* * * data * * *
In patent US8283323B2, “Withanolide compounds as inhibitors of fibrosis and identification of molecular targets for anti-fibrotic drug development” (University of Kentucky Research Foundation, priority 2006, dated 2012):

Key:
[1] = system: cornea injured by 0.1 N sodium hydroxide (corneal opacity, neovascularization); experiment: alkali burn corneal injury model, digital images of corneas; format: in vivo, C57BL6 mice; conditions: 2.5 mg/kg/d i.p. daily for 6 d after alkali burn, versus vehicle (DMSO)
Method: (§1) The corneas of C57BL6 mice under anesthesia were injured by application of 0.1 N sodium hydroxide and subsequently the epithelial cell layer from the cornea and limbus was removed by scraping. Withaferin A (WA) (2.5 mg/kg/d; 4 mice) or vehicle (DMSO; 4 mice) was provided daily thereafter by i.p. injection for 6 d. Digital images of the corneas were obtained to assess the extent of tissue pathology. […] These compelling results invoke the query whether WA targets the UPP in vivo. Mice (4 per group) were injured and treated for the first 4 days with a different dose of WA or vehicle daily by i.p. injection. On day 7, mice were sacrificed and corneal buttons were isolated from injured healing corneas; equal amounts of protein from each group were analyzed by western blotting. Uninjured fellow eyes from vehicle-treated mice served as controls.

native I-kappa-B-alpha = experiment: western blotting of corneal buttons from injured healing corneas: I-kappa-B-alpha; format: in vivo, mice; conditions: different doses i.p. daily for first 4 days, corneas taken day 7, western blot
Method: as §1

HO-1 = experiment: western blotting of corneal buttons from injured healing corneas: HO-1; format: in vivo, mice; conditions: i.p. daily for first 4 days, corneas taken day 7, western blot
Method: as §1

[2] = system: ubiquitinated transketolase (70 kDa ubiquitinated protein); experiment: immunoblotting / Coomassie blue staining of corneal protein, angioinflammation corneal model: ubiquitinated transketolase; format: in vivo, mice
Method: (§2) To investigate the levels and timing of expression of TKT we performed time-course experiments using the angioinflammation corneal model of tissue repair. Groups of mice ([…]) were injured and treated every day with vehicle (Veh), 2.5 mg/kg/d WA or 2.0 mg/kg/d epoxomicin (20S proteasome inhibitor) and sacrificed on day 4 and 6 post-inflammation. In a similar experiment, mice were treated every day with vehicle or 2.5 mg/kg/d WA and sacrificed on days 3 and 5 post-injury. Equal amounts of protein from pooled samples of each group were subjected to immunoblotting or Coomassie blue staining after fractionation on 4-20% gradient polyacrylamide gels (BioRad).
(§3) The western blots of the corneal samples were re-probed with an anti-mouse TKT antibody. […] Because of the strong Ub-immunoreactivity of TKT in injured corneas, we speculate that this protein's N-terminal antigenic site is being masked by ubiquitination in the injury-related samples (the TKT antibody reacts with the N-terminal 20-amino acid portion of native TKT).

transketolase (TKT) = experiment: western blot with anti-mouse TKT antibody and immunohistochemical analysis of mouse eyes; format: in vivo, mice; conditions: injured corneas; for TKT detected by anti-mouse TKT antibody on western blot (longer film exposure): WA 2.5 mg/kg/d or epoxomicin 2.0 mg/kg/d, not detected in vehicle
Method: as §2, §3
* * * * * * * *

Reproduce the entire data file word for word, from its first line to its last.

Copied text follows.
In patent US8283323B2, “Withanolide compounds as inhibitors of fibrosis and identification of molecular targets for anti-fibrotic drug development” (University of Kentucky Research Foundation, priority 2006, dated 2012):

Key:
[1] = system: cornea injured by 0.1 N sodium hydroxide (corneal opacity, neovascularization); experiment: alkali burn corneal injury model, digital images of corneas; format: in vivo, C57BL6 mice; conditions: 2.5 mg/kg/d i.p. daily for 6 d after alkali burn, versus vehicle (DMSO)
Method: (§1) The corneas of C57BL6 mice under anesthesia were injured by application of 0.1 N sodium hydroxide and subsequently the epithelial cell layer from the cornea and limbus was removed by scraping. Withaferin A (WA) (2.5 mg/kg/d; 4 mice) or vehicle (DMSO; 4 mice) was provided daily thereafter by i.p. injection for 6 d. Digital images of the corneas were obtained to assess the extent of tissue pathology. […] These compelling results invoke the query whether WA targets the UPP in vivo. Mice (4 per group) were injured and treated for the first 4 days with a different dose of WA or vehicle daily by i.p. injection. On day 7, mice were sacrificed and corneal buttons were isolated from injured healing corneas; equal amounts of protein from each group were analyzed by western blotting. Uninjured fellow eyes from vehicle-treated mice served as controls.

native I-kappa-B-alpha = experiment: western blotting of corneal buttons from injured healing corneas: I-kappa-B-alpha; format: in vivo, mice; conditions: different doses i.p. daily for first 4 days, corneas taken day 7, western blot
Method: as §1

HO-1 = experiment: western blotting of corneal buttons from injured healing corneas: HO-1; format: in vivo, mice; conditions: i.p. daily for first 4 days, corneas taken day 7, western blot
Method: as §1

[2] = system: ubiquitinated transketolase (70 kDa ubiquitinated protein); experiment: immunoblotting / Coomassie blue staining of corneal protein, angioinflammation corneal model: ubiquitinated transketolase; format: in vivo, mice
Method: (§2) To investigate the levels and timing of expression of TKT we performed time-course experiments using the angioinflammation corneal model of tissue repair. Groups of mice ([…]) were injured and treated every day with vehicle (Veh), 2.5 mg/kg/d WA or 2.0 mg/kg/d epoxomicin (20S proteasome inhibitor) and sacrificed on day 4 and 6 post-inflammation. In a similar experiment, mice were treated every day with vehicle or 2.5 mg/kg/d WA and sacrificed on days 3 and 5 post-injury. Equal amounts of protein from pooled samples of each group were subjected to immunoblotting or Coomassie blue staining after fractionation on 4-20% gradient polyacrylamide gels (BioRad).
(§3) The western blots of the corneal samples were re-probed with an anti-mouse TKT antibody. […] Because of the strong Ub-immunoreactivity of TKT in injured corneas, we speculate that this protein's N-terminal antigenic site is being masked by ubiquitination in the injury-related samples (the TKT antibody reacts with the N-terminal 20-amino acid portion of native TKT).

transketolase (TKT) = experiment: western blot with anti-mouse TKT antibody and immunohistochemical analysis of mouse eyes; format: in vivo, mice; conditions: injured corneas; for TKT detected by anti-mouse TKT antibody on western blot (longer film exposure): WA 2.5 mg/kg/d or epoxomicin 2.0 mg/kg/d, not detected in vehicle
Method: as §2, §3